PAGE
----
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post #1 of 12 (permalink) Old 04-24-2009, 11:27 AM Thread Starter
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Gates Goals Undercut Air Force Capabilities and Leaders

I haven't been highly critical of Gate's decision to try and cut several military programs. However this article starts to make some decent arguments against his proposed cuts.

http://lexingtoninstitute.org/1402.shtml
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Loren B. Thompson, Ph.D.
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Apr 21, 2009
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Air Force chief of staff Norton Schwartz faced biting criticism from his service's senior leaders in a video teleconference last week. They accused him of betraying the service's requirements process by siding with defense secretary Robert Gates in terminating key air power programs without rigorous analysis, and signaled that Schwartz's credibility is at risk among his Air Force peers. Doubts about Schwartz have been rife since Gates selected him to replace the less pliable T. Michael Moseley last summer, after Moseley clashed with Gates over the F-22 fighter and management of nuclear weapons. A look at Gates' plans for Air Force programs shows why Schwartz's tenure could resemble a controlled flight into terrain.

Airlifters. Gates wants to end production of the only long-range airlifter currently being built, the C-17, at 205 planes. That number is the low end of a fleet mix recommended in the 2005 Mobility Capability Study, adjusted to compensate for a later decision to forego putting new engines on most older C-5 transports. The C-17 and C-5 are the only long-range jet transports in the joint fleet, and under the Gates plan that fleet would be capped at about 315 planes. But a Government Accountability Office report found the 2005 study probably underestimated future mobility needs. Also, Gates is increasing the size of ground forces that would use airlifters by 92,000 personnel while expanding operations in Africa. Nonetheless, he decided to terminate C-17 without completing a new mobility study.

Fighters. Gates proposes to end the F-22 fighter program at 187 planes while sticking with plans to buy 2,443 less pricey F-35 Joint Strike Fighters -- about 1,800 of which would go to the Air Force. But the two planes were designed to operate together with the F-22 providing air dominance and the F-35 focusing on ground attacks. The F-35 lacks features such as vectored thrust and fuel-conserving supercruise, so it is not as capable in combating enemy defenses. Defense secretary William Cohen wrote ten years ago that, "The F-22 will enable the Joint Strike Fighter to carry out its primary strike mission. The JSF was not designed for the air superiority mission." Neither Gates nor Schwartz has explained how this division of labor can work while ending F-22 production far below stated requirements.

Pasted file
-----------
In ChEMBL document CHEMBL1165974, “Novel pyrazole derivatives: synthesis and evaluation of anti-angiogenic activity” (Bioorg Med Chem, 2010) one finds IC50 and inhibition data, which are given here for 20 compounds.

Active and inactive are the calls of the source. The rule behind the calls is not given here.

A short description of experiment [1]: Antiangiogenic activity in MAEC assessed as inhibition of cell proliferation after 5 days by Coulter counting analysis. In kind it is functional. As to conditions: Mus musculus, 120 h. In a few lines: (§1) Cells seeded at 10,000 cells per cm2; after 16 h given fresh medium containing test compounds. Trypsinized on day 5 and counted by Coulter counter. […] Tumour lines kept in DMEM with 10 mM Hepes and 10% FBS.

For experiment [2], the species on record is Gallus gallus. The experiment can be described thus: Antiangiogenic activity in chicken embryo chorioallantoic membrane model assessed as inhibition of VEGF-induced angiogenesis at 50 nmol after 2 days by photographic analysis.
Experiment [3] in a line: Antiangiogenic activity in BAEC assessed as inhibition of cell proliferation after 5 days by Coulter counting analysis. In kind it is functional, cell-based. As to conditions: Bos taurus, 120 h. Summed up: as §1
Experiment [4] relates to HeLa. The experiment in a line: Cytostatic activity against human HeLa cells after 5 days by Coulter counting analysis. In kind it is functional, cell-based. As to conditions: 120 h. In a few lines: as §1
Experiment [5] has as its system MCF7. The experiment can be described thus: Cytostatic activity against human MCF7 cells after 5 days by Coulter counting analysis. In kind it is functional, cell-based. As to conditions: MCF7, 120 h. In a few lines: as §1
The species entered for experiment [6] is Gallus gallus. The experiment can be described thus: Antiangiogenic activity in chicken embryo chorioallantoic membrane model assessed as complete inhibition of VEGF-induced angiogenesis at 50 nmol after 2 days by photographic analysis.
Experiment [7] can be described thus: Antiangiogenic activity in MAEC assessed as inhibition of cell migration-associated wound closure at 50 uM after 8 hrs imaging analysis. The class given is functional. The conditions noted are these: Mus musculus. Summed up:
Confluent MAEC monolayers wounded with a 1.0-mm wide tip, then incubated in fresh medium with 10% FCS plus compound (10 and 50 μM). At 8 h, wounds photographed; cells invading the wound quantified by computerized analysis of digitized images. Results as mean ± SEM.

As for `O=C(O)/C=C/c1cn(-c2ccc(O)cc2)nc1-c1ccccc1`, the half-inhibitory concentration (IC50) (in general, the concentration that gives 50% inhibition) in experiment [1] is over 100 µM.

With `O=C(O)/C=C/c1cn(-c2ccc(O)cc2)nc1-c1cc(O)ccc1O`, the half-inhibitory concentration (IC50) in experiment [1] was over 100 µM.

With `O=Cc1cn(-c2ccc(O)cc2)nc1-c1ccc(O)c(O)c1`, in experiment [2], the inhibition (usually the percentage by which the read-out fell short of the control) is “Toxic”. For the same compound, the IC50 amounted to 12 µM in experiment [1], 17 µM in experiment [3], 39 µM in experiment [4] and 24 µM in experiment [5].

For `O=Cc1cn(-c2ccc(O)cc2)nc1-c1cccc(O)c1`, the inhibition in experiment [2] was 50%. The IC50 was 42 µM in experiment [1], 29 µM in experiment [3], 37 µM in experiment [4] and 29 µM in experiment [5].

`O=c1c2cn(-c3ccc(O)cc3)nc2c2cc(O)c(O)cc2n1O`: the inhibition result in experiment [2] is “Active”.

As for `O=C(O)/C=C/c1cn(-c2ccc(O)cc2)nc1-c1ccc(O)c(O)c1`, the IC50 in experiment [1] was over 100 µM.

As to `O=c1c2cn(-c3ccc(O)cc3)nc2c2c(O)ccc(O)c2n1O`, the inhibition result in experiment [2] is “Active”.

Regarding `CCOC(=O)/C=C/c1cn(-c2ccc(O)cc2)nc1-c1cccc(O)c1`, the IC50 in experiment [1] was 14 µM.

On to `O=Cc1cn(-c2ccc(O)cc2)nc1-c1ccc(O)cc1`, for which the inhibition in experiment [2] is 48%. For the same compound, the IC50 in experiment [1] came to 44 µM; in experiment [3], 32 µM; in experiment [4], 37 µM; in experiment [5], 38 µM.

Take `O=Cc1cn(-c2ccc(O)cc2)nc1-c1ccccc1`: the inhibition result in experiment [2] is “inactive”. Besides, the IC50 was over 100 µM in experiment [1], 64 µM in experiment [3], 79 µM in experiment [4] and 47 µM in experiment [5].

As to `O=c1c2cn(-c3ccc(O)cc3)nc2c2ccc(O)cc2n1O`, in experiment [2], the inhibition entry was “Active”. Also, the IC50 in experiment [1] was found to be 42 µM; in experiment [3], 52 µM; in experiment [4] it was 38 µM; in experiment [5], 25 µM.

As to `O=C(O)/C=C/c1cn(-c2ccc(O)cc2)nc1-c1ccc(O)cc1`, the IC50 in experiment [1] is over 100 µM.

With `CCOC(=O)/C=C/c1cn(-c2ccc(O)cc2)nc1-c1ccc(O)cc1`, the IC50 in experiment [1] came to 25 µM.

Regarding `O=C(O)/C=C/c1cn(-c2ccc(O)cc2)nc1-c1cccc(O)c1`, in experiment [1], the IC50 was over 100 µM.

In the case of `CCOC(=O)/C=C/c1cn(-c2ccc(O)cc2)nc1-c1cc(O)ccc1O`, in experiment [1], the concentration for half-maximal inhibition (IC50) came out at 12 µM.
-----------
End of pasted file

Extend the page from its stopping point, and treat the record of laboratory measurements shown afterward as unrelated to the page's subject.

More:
Bombers. The war-winning potential of long-range bombers was the original rationale for an independent air force, and today the U.S. Air Force is the only military organization in the world possessing a sizable fleet of heavy bombers. But secretary Gates said on April 6 that "we will not pursue a development program for a follow-on Air Force bomber until we have a better understanding of the need, the requirement and the technology." Money set aside for a future bomber has been taken for other purposes, leaving the service with a decrepit fleet of 160 cold war bombers. Only a handful of these planes -- the stealthy B-2s -- are likely to survive a prolonged encounter with modern air defenses.

Tankers. The Air Force has been trying since the decade began to modernize the aerial refueling tankers that make it possible for U.S. airlifters, fighters and bombers to operate in remote places like Afghanistan, and secretary Gates has stood by plans to develop a new tanker. That's good, because most of the planes in the aerial refueling fleet are approaching half a century of age. But even on tankers, it isn't so clear Gates knows what he's doing. He says he will lay his body "across the tracks" to prevent Congress from splitting production between two teams because it would cost too much -- ignoring the fact that a dual award would replace aging tankers much faster and avoid billions of dollars in upkeep for the current fleet. Is it any wonder General Schwartz is having a hard time explaining himself?
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post #2 of 12 (permalink) Old 04-24-2009, 01:37 PM
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Its like Carter all over again.

Who's gonna be Reagan??

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post #3 of 12 (permalink) Old 04-24-2009, 02:26 PM
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Its like Carter all over again.

Who's gonna be Reagan??
I don't think we'll ever have another Reagan. Nobody has big enough balls anymore. If this turd keeps growing, someone will emerge from the ashes.

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post #4 of 12 (permalink) Old 04-27-2009, 05:16 PM
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Gates proposes to end the F-22 fighter program at 187 planes while sticking with plans to buy 2,443 less pricey F-35 Joint Strike Fighters -- about 1,800 of which would go to the Air Force